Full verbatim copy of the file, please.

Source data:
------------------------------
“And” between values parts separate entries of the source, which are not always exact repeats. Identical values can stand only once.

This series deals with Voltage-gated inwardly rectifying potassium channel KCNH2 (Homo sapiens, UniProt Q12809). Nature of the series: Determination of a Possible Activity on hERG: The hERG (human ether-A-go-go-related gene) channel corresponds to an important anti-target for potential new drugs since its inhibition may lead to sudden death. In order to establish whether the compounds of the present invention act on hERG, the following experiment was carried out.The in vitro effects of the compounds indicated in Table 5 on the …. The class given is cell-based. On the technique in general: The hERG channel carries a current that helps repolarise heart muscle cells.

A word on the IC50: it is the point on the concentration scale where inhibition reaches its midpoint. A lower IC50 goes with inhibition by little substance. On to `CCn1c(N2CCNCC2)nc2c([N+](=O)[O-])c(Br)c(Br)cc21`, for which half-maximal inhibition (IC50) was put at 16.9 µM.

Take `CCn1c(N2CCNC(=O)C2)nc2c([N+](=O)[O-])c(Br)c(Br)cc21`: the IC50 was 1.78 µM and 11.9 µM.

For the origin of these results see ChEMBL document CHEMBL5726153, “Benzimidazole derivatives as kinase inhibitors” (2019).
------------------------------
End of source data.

“And” between values parts separate entries of the source, which are not always exact repeats. Identical values can stand only once.

This series deals with Voltage-gated inwardly rectifying potassium channel KCNH2 (Homo sapiens, UniProt Q12809). Nature of the series: Determination of a Possible Activity on hERG: The hERG (human ether-A-go-go-related gene) channel corresponds to an important anti-target for potential new drugs since its inhibition may lead to sudden death. In order to establish whether the compounds of the present invention act on hERG, the following experiment was carried out.The in vitro effects of the compounds indicated in Table 5 on the …. The class given is cell-based. On the technique in general: The hERG channel carries a current that helps repolarise heart muscle cells.

A word on the IC50: it is the point on the concentration scale where inhibition reaches its midpoint. A lower IC50 goes with inhibition by little substance. On to `CCn1c(N2CCNCC2)nc2c([N+](=O)[O-])c(Br)c(Br)cc21`, for which half-maximal inhibition (IC50) was put at 16.9 µM.

Take `CCn1c(N2CCNC(=O)C2)nc2c([N+](=O)[O-])c(Br)c(Br)cc21`: the IC50 was 1.78 µM and 11.9 µM.

For the origin of these results see ChEMBL document CHEMBL5726153, “Benzimidazole derivatives as kinase inhibitors” (2019).